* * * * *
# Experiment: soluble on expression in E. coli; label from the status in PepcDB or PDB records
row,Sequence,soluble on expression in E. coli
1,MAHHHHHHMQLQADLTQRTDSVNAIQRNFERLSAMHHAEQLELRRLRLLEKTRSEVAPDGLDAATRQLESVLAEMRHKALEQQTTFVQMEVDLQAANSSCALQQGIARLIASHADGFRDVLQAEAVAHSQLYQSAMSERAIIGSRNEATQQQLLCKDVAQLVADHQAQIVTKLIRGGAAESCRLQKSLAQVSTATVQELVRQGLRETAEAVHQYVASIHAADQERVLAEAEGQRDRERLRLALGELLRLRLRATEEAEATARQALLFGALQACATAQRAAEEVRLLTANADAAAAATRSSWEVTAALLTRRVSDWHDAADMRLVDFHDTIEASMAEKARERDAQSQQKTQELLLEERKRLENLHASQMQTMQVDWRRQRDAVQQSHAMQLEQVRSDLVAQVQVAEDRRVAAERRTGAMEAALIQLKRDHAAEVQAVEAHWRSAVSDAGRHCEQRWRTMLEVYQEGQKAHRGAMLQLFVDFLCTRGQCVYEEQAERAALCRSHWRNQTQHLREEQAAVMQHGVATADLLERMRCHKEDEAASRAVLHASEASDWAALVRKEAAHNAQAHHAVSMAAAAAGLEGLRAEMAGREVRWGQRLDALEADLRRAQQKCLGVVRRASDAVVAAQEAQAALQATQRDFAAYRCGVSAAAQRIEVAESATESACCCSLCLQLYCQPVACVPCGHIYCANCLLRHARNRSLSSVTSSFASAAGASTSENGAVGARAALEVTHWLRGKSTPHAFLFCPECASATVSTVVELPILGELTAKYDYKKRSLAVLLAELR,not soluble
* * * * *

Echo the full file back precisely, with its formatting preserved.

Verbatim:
# Experiment: soluble on expression in E. coli; label from the status in PepcDB or PDB records
row,Sequence,soluble on expression in E. coli
1,MAHHHHHHMQLQADLTQRTDSVNAIQRNFERLSAMHHAEQLELRRLRLLEKTRSEVAPDGLDAATRQLESVLAEMRHKALEQQTTFVQMEVDLQAANSSCALQQGIARLIASHADGFRDVLQAEAVAHSQLYQSAMSERAIIGSRNEATQQQLLCKDVAQLVADHQAQIVTKLIRGGAAESCRLQKSLAQVSTATVQELVRQGLRETAEAVHQYVASIHAADQERVLAEAEGQRDRERLRLALGELLRLRLRATEEAEATARQALLFGALQACATAQRAAEEVRLLTANADAAAAATRSSWEVTAALLTRRVSDWHDAADMRLVDFHDTIEASMAEKARERDAQSQQKTQELLLEERKRLENLHASQMQTMQVDWRRQRDAVQQSHAMQLEQVRSDLVAQVQVAEDRRVAAERRTGAMEAALIQLKRDHAAEVQAVEAHWRSAVSDAGRHCEQRWRTMLEVYQEGQKAHRGAMLQLFVDFLCTRGQCVYEEQAERAALCRSHWRNQTQHLREEQAAVMQHGVATADLLERMRCHKEDEAASRAVLHASEASDWAALVRKEAAHNAQAHHAVSMAAAAAGLEGLRAEMAGREVRWGQRLDALEADLRRAQQKCLGVVRRASDAVVAAQEAQAALQATQRDFAAYRCGVSAAAQRIEVAESATESACCCSLCLQLYCQPVACVPCGHIYCANCLLRHARNRSLSSVTSSFASAAGASTSENGAVGARAALEVTHWLRGKSTPHAFLFCPECASATVSTVVELPILGELTAKYDYKKRSLAVLLAELR,not soluble